Saturday, August 24, 2013

Poor Door

Well this is gross (via):
A luxury high-rise apartment in Manhattan’s Upper West Side is set to have a so-called “poor door” — a separate entrance for low-income residents receiving subsidized housing.
With this disparity between the million-dollar condos for purchase versus the units for rent at a phenomenally low price for Manhattan, the developer decided to design the building with separate entrances for those who own condos and those who rent at a price below market value. As one might expect, this “rich door,” “poor door” situation doesn’t sit well with some.

“This ‘separate but equal’ arrangement is abominable and has no place in the 21st century, let alone on the Upper West Side,” Assemblymember Linda Rosenthal, a Democrat, told the West Side Rag. “A mandatory affordable housing plan is not license to segregate lower-income tenants from those who are well-off. The developer must follow the spirit as well the letter of the law when building affordable housing, and this plan is clearly not what was intended by the community.”
There is a fair amount of evidence that one of the best ways of fighting entrenched poverty is economic integration (read the phenomenal Waiting for Gautreaux for some stark demonstrations). Lower-income persons who live in higher-income areas have much better life chances than persons surrounded by poverty. Part of this is simply access to better services and living conditions. But it also helps mitigate the effects of hypersegregation. A person who grows up in a middle-class (or higher) neighborhood, regardless of her own socio-economic status, is more likely to have successful role models, more likely to have friends from diverse backgrounds, more likely to have personal experience with a wider swath of life possibilities.

The "poor door" -- and the concurrent segregation of the low-income tenants -- flies in the face of these ambitions. As Rosenthal puts it, it manages to obey the letter of class integration while eviscerating the spirit.

1 comment:

PG said...

I'd want to see the design before I judged this. Theoretically much of the interaction among residents of a building happens in the elevator (at least, I've always had more interaction there than in the lobby). But there's nothing necessarily illegitimate about a building design where the most expensive part of the housing has a different elevator than the rest. It may be a practical necessity of the design.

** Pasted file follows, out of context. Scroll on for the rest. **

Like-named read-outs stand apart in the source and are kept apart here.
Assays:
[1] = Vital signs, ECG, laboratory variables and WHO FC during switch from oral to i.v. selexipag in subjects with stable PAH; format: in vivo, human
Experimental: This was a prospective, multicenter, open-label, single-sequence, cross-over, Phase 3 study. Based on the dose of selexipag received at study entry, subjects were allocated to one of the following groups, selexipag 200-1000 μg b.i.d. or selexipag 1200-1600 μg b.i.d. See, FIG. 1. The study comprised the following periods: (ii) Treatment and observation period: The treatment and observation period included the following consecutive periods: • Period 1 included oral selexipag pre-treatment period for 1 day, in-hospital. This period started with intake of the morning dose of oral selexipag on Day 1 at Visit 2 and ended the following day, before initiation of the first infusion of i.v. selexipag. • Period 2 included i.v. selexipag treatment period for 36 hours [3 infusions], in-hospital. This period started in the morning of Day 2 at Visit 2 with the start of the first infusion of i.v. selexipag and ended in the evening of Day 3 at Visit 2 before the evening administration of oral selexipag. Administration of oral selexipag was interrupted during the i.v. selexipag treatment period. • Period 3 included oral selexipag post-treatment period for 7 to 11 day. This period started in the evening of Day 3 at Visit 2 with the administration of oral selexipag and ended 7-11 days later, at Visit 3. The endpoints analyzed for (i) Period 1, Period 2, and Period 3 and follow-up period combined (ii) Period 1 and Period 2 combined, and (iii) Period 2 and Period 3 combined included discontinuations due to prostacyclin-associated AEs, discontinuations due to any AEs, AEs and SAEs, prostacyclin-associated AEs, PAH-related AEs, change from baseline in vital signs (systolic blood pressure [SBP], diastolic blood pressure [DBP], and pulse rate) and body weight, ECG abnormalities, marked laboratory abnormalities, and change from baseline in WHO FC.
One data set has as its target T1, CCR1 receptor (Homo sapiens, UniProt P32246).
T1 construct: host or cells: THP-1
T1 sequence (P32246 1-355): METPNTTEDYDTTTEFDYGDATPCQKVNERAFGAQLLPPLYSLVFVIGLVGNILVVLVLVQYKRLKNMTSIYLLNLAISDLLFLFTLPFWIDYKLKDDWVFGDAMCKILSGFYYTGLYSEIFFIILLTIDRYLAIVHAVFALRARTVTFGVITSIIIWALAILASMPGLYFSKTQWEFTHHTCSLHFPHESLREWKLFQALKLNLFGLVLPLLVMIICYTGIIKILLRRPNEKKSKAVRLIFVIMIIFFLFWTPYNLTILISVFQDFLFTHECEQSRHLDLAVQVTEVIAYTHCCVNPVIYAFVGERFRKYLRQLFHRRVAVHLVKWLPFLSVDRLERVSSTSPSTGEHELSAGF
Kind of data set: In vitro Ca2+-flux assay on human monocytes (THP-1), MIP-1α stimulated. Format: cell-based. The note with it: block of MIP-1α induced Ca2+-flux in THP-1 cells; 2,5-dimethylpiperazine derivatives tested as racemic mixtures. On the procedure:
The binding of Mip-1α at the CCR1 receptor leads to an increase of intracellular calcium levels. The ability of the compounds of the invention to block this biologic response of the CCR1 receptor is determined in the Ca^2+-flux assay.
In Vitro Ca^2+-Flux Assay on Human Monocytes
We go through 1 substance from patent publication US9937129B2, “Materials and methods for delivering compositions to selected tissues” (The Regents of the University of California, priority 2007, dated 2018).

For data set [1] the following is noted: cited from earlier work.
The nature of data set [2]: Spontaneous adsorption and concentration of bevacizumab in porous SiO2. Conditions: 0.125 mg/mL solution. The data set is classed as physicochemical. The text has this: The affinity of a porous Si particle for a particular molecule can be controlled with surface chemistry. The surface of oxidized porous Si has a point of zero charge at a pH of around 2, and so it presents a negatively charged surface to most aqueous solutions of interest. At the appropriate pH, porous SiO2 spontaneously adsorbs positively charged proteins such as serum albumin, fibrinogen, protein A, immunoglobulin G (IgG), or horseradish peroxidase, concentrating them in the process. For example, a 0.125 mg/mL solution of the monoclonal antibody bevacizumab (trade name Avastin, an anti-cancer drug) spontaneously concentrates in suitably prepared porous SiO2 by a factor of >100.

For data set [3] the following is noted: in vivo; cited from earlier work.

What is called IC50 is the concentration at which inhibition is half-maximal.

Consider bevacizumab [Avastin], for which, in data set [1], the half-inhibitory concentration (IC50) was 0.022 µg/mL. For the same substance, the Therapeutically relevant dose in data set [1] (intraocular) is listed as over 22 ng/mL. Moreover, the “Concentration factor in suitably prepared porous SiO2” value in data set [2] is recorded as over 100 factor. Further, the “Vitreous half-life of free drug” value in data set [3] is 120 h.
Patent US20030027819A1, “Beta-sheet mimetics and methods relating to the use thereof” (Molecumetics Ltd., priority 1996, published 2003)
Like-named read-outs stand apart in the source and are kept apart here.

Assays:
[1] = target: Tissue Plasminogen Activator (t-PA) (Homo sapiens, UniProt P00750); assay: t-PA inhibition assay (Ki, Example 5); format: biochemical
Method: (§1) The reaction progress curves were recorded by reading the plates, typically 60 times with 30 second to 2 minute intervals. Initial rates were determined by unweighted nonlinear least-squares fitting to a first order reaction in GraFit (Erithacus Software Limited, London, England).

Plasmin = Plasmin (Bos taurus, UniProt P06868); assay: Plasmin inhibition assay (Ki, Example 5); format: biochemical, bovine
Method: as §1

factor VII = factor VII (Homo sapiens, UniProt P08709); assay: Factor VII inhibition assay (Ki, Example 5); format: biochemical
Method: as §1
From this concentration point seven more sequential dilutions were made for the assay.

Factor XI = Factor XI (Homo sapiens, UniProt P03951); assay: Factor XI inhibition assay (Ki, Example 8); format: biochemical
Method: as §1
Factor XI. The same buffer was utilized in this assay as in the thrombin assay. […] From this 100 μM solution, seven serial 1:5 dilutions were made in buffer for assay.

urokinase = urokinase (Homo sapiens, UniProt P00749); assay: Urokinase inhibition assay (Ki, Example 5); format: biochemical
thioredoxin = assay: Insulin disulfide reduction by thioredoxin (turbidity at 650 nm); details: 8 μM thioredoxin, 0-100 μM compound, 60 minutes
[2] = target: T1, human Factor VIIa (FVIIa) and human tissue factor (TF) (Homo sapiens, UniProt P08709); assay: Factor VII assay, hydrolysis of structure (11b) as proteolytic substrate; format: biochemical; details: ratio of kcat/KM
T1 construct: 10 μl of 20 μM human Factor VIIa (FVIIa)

For example, the building where I lived while working at a law firm in NYC was made up of two towers: one facing onto Central Park (and thus mind-bendingly expensive) and the other on a street (so only appallingly expensive). The two towers were connected by a lobby -- enabling the cheaper back tower to have a Central Park mailing address -- but necessarily had separate elevators, because there's no way to have a single elevator for two distinct building towers. Since there was a lobby connecting the two, with a single doorman and small exercise room, we in the back tower could use the front entrance on the Park (which was very attractive and was where the doorman was, so the door wasn't locked), but often used the back entrance (opening into a cement wall area, buzzed through a locked door after camera inspection by the doorman) because it was more convenient for the back tower.

They also secured the elevator so you used a fob to get to your floor, which was for the security reason of ensuring that people who entered the building for commercial purposes (there was a doctor's office among others) couldn't access the residential floors. But it also meant those of us on the cheaper back tower and lower floors couldn't get to, say, the penthouse with views of the park.

I easily can imagine a design for legitimate architectural reasons where there might not even be a connecting lobby, so there would be different entrances from the exterior to get to your apartment. So long as the building's residents share amenities (exercise, storage, bike rooms, etc), i.e. the lower-income residents can get to the same spaces the higher-income residents can get to within the building, I don't think this is a problem.

Obviously the motives can be very different when dealing with low-income residents as opposed to merely less-rich residents, but NYC real estate is a bizarre enough thing that I'm a little cautious about leaping to judgment based on reports from the NY Post.